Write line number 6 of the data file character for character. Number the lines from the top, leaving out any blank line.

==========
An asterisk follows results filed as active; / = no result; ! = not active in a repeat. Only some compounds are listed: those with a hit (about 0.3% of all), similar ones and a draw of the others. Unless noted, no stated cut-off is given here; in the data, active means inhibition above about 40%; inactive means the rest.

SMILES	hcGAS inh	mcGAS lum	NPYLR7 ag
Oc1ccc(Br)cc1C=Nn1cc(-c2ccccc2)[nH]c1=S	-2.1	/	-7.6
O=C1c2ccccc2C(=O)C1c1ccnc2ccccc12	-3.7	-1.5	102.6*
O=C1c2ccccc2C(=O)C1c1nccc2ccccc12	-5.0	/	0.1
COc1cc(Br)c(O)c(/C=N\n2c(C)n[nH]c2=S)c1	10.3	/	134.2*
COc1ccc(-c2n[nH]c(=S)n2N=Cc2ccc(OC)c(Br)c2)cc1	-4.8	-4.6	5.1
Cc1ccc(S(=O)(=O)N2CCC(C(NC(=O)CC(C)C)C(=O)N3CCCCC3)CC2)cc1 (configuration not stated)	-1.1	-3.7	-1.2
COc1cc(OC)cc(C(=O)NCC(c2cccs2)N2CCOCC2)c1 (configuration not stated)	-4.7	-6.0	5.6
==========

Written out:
COc1cc(Br)c(O)c(/C=N\n2c(C)n[nH]c2=S)c1	10.3	/	134.2*